Natural Language Processing: what is it and how can you put it to use?

2018/ 27/02

Natural Language Processing has an enormous role when it comes to either chatbots or translation softwares. In today’s article you can get more information on this technology.

Natural Language Processing (or NLP) is a type of artificial intelligence that helps computers understand, interpret, and process natural human languages. NLP is technically a connecting link in order to make communication between computers and humans easier.

Without NLP, computers would still be able to understand the meaning of individual words; and with artificial intelligence, they could even answer questions. However, NLP helps the computer understand and process words and phrases in context. This means that when communicating with a machine, you don’t need to “translate” a given text into a form that is understood by the machine – you can talk to it in your own words (using natural language).

How does it work?

Natural Language Processing is made up of different elements and stages. NLP experts use methods and tools from a number of disciplines in order to make communication between humans and computers easier and smoother. Among these disciplines you find for example computational linguistics, artificial intelligence and information technology too.

The aim of NLP is to break down natural languages to smaller components, and to determine the relationship between these components. The more data (text) you have, the easier it is to find the correlations between the data – this means that it is also easier to get the complete picture of a language this way.

How can you apply NLP?

There are many ways you can use Natural Language Processing in everyday life and in business. You would have no idea in how many fields of study you can put a use to this branch of computational linguistics: you can use it for example to develop chatbots or digital assistants; to make everyday communication easier, or even translation.

Corpus linguistics

Corpus linguistics is a branch of applied linguistics whose point is that you can make assumptions and generalisations from a large body of (written or oral text-based) data. The enormous amount of text is analysed by using Artificial Intelligence and processed by NLP methods in order to be able to find correlations within or even between the given texts.

Texts can be analysed from a number of aspects:

  • Categorising content
    This means that the major keywords of the text are identified – and based on those, the different texts can be grouped.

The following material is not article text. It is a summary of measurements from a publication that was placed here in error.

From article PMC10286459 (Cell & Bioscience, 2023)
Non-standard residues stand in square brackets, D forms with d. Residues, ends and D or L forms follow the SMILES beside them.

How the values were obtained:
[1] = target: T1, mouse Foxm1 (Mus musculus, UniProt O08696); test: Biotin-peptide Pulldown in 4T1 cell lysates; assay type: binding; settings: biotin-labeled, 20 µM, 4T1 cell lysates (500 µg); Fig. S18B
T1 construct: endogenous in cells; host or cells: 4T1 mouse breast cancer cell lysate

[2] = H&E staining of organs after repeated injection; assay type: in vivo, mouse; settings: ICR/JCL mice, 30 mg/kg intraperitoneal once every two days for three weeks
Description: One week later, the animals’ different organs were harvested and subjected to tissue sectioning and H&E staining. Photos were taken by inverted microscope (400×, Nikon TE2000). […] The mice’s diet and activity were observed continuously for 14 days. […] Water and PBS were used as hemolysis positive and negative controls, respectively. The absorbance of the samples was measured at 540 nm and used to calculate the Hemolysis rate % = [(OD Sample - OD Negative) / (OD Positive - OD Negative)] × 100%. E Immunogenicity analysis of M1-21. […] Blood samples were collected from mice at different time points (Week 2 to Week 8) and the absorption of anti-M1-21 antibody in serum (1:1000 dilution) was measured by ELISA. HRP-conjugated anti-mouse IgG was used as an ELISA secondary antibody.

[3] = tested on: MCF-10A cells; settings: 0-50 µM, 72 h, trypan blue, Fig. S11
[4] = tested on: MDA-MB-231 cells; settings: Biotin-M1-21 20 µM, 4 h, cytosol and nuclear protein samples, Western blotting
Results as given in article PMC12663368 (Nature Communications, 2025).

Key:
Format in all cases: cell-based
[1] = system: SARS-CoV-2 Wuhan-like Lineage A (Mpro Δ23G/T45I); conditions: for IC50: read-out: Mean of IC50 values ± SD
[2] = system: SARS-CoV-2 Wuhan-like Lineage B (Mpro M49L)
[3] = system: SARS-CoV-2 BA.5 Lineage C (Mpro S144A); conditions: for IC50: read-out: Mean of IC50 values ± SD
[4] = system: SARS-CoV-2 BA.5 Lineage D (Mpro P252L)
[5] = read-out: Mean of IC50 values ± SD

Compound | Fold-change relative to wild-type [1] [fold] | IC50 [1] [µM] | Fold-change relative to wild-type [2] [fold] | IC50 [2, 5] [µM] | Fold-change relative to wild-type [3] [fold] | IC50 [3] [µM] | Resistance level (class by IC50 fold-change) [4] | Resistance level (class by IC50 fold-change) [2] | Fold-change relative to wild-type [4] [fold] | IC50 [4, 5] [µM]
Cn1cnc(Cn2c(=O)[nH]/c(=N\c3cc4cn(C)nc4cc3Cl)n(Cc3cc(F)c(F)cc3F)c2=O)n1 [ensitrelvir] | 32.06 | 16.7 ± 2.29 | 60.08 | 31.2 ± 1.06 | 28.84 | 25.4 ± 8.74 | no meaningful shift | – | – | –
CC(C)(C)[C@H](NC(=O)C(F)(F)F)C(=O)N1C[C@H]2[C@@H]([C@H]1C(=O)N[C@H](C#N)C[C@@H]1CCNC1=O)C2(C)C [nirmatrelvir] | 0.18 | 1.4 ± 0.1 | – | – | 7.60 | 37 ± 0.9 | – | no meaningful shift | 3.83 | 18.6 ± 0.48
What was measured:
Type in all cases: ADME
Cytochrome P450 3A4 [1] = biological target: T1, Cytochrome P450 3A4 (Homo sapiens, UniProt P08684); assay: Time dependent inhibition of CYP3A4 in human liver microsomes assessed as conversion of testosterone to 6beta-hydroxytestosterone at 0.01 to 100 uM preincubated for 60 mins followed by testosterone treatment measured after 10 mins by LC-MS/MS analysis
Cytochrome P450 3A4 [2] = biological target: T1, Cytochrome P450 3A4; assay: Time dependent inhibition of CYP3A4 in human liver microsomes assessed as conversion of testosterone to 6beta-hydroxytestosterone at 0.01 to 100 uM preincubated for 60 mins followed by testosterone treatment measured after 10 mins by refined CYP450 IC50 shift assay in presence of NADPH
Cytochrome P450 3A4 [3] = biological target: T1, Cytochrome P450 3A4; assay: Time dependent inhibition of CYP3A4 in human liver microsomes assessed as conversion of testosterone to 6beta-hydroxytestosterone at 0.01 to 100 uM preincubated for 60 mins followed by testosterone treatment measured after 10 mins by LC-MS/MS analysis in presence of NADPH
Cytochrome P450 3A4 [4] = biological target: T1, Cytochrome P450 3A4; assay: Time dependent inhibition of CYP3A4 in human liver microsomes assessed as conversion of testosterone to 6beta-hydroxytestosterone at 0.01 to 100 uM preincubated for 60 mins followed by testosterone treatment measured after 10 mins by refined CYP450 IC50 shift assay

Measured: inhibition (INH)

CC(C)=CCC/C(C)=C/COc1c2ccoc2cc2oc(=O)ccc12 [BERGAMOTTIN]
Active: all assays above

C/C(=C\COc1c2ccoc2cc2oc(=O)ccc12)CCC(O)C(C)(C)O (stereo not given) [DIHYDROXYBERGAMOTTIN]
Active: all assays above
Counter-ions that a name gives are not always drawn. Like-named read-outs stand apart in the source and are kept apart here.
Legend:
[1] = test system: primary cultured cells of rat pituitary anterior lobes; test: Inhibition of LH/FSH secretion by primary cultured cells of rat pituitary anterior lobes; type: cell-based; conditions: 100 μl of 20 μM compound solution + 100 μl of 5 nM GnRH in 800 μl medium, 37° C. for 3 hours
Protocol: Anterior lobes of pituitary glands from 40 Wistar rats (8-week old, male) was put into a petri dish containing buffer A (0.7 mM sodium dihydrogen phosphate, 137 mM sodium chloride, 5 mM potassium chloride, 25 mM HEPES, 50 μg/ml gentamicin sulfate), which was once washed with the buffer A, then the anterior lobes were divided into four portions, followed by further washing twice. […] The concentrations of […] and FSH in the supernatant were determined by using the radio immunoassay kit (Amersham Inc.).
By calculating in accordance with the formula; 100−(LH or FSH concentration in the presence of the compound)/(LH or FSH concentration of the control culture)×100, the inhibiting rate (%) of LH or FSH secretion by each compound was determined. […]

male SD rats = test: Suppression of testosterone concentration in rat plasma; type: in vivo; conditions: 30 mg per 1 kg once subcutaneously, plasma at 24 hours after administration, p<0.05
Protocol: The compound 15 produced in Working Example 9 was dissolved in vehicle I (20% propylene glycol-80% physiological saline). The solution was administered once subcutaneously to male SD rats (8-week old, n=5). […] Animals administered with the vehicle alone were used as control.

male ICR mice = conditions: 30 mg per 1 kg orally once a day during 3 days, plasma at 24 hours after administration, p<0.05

• Writing a summary of the text
    The AI can make a short summary from a text of a bigger volume.
  • Sentimental analysis
    NLP can even identify what kind of mood the author or speaker was in when producing the text, or what their general opinion of the world is. This can be determined from vocabulary and grammatical structures used in the text.
  • Syntactic analysis
    This type of analysis can play a major role in the case of texts whose date of origin is unknown. By analysing syntactic structures and words of the text together can help determine when and where the text was produced.

Natural Language Interface

The aim of Natural Language Interfaces (NLI) is to make database queries simpler. If you talk to them in a natural language, it is able to transform that into a query, to which the database responds by finding the appropriate data. These data get back to you in a natural language, too.

Machine translation

The first thing that comes to one’s mind when hearing about computational linguistics is machine translation and automated translation. The challenge of machine translation not only lies within the fact that the machine must be able to understand the text given to it in the source language, but it must also be able to translate the text into the target language so that the text is understandable for the speakers of the target language, too. Literary translations are even more complicated: you do not only have to transfer the contents of the text in the target language, but you also have to keep the atmosphere and the effect of the text on people. Machine translation is most probably quite far from that yet.

In the field of machine translation, you can also rely on Big Data besides Artificial Intelligence. Scientists whose expertise is translation and computational linguistics have found out that sometimes it is not logic that determines whether a given term is appropriate in a context but the number of occurrences. In these cases they decide whether a term is appropriate by looking at and comparing some already translated texts, and they examine which translation proved to be the right one.

Chatbots and digital assistants

Digital assistants like Google Assistant or Amazon Echo are without a doubt one of the most widespread forms of Artificial Intelligence. What’s more, businesses are starting to realise they need voice based technology in order to provide the best possible service and user experience to their clients.

The best AI on the market so far: we tried the Amazon Echo

In order for Alexa to be able to answer all your questions, you also need NLP. Until the time comes when artificial intelligence teaches itself or learns from other bots, the only source you can rely on when making a chatbot is natural languages.

This means that developers, AI experts and linguists all need to work together so that the chatbot eventually be able to understand what the user wants to say to them (or even ask them), to transform it into a form which can be processed by its own software, and to give a response to the user using natural language.

Sources: Wired, SAS, Expert System

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